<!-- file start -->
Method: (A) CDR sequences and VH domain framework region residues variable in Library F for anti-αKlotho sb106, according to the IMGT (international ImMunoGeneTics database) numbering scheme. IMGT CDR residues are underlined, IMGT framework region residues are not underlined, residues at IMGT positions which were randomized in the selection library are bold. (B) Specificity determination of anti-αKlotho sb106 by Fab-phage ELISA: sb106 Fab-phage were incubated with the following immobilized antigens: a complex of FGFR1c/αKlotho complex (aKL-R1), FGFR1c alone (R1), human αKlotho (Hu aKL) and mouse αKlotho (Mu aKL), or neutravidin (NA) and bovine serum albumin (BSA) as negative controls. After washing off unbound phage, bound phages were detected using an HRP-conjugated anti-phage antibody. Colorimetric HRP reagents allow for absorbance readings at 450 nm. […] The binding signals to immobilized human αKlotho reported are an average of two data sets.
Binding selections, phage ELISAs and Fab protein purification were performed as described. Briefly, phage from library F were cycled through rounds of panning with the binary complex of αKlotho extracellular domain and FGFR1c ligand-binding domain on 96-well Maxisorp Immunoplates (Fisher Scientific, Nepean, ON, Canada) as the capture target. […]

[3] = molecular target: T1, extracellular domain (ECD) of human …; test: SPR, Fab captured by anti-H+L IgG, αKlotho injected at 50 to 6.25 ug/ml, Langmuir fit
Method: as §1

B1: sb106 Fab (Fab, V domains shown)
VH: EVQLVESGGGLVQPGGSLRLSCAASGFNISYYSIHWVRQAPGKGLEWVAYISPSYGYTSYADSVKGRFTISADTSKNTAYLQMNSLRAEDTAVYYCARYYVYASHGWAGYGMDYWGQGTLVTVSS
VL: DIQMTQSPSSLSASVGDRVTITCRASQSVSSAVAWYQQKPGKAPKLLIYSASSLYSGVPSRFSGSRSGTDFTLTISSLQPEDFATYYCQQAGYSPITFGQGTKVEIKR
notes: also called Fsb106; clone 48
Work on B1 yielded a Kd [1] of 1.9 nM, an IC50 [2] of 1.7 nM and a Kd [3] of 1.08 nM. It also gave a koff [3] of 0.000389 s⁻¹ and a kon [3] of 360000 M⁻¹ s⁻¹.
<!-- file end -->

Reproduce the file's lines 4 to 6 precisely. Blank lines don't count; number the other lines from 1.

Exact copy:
Method: as §1

B1: sb106 Fab (Fab, V domains shown)
VH: EVQLVESGGGLVQPGGSLRLSCAASGFNISYYSIHWVRQAPGKGLEWVAYISPSYGYTSYADSVKGRFTISADTSKNTAYLQMNSLRAEDTAVYYCARYYVYASHGWAGYGMDYWGQGTLVTVSS